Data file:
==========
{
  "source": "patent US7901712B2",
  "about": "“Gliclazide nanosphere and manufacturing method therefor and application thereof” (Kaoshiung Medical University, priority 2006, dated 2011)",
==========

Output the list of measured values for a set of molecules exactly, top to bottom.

{
  "source": "patent US7901712B2",
  "about": "“Gliclazide nanosphere and manufacturing method therefor and application thereof” (Kaoshiung Medical University, priority 2006, dated 2011)",